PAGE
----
2020 Theses Doctoral
The Sounds of Writing: Students' Perception of their Writing Histories and their Effect on Current Dispositions toward Writing
This qualitative teacher action research project investigates students’ perceptions of past writing performance and the influence of these perceptions on current attitudes about academic writing, specifically writing in a workshop-model class. Too often, at the very mention of “essay” or “writing assignment,” students’ demeanors change from benign to distress. Even students at the Honors level often hate writing and believe they just “can’t write.” This begs the question, “Why?” Why do so many students at the highest academic level available to them believe they can’t write? Why are students so intimidated by writing certain writing activities? Is there something in students’ writing histories that drives this apprehension? Is there a relationship between students’ self-initiated writing and writing assigned by a teacher? Do the demands of standardized testing play a role?
The project under study was conducted in a tenth grade Honors American Literature and Composition class in an urban high school in the mid-Atlantic United States. Students in this class have traditionally been in an honors track since entering middle school (currently grade 6), although some may have been moved up in more recent years. Nine students participated in the project: seven girls and two boys. The district demographics identify eight of the students as “White (Non-Hispanic)” and one female student as “Multi Racial.” One female student qualifies for special education services due to Attention Deficit Hyperactivity Disorder (ADHD).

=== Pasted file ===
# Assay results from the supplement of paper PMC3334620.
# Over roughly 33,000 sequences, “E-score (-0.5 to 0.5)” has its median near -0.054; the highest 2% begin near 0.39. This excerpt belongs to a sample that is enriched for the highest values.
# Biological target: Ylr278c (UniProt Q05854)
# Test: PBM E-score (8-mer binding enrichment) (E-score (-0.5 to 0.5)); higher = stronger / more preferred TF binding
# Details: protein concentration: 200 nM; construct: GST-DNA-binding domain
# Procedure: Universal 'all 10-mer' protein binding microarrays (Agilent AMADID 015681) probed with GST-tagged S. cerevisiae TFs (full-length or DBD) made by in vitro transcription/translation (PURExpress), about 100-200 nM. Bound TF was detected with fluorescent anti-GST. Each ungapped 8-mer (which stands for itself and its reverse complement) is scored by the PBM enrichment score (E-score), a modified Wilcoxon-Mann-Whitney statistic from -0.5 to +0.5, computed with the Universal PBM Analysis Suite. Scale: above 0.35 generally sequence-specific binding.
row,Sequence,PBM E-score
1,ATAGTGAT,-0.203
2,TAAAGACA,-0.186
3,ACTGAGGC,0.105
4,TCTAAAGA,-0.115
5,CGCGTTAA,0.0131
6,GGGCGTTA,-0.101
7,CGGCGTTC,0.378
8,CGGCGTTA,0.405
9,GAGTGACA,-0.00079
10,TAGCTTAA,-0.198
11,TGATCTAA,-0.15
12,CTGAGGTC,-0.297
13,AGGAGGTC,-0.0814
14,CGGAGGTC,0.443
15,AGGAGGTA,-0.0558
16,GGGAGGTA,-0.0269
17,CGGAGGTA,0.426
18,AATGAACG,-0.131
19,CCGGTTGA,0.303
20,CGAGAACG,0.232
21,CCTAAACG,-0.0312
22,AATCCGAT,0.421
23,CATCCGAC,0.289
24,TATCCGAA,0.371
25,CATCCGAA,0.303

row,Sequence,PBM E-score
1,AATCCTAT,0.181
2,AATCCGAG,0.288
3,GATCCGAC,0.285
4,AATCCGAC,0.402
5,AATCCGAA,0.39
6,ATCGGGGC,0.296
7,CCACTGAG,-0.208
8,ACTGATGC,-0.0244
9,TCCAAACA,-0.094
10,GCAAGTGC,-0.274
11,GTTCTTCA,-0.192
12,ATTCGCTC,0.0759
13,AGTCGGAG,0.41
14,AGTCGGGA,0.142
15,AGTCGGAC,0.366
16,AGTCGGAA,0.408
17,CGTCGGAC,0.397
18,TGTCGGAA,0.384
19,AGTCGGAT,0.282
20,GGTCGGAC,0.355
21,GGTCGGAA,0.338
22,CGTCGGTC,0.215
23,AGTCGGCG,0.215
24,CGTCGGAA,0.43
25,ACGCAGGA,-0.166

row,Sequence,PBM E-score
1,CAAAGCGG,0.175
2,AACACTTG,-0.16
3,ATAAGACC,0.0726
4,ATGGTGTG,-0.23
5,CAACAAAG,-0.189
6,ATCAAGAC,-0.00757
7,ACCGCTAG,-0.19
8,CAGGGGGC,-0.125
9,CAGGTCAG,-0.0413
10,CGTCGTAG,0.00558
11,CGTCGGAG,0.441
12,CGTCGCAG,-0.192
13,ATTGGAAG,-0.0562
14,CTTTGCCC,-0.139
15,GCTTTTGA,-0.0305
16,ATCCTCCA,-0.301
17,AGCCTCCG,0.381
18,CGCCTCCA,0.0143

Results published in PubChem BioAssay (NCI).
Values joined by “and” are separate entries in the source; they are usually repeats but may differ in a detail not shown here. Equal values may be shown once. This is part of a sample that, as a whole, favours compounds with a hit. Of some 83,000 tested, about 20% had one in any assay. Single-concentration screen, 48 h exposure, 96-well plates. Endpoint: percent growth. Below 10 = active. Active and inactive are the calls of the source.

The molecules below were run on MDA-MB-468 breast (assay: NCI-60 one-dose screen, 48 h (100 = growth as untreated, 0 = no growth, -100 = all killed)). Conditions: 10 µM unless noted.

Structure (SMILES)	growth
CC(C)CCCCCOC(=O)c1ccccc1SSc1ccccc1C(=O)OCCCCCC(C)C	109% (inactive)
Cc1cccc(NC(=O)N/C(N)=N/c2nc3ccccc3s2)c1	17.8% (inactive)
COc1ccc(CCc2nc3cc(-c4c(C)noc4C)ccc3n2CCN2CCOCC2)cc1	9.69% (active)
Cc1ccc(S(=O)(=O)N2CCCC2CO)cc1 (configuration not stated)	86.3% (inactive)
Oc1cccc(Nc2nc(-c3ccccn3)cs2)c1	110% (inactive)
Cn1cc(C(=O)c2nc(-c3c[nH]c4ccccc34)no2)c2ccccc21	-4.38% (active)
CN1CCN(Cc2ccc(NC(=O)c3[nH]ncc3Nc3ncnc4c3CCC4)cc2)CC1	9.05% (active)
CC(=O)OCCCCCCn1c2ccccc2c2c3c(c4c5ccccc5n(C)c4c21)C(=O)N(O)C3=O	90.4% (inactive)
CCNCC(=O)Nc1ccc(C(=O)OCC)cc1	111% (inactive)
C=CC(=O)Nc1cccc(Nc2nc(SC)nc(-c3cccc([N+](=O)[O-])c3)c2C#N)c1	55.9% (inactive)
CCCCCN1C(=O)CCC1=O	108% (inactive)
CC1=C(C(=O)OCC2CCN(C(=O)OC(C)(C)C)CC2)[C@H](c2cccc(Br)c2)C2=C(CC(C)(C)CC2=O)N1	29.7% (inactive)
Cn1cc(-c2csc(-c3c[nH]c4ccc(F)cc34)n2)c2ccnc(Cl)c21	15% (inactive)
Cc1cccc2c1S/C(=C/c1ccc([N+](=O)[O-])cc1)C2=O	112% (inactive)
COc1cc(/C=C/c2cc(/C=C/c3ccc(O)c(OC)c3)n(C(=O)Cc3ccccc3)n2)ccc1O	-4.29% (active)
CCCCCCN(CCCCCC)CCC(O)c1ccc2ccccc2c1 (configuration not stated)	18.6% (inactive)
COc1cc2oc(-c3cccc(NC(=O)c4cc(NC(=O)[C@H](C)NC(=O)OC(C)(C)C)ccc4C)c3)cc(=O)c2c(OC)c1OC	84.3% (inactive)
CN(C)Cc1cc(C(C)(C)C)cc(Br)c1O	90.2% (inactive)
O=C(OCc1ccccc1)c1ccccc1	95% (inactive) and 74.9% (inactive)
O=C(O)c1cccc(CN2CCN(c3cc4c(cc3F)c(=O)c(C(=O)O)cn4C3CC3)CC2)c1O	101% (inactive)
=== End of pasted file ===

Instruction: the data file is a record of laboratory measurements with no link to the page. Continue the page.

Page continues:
Data collection methods include student interviews; artifacts such as writing histories, journal entries, and writing samples; researcher field notes and observations; and class surveys. Results indicate that once students’ beliefs about themselves as writers - their writing self-efficacy - have been established, it is very difficult to change these perceptions, even in the light of positive learning outcomes. However, writing in a workshop model class does improve students’ writing self-efficacy, at least in the time and space of the workshop. Results also indicate that students’ dispositions toward writing are vastly different between self-initiated writing (home) writing and writing done at school. The role of standardized testing is also discussed, as are implications for classroom teachers.
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More About This Work
- Academic Units
- English Education
- Thesis Advisors
- Blau, Sheridan
- Ph.D., Columbia University
- Published Here
- February 6, 2020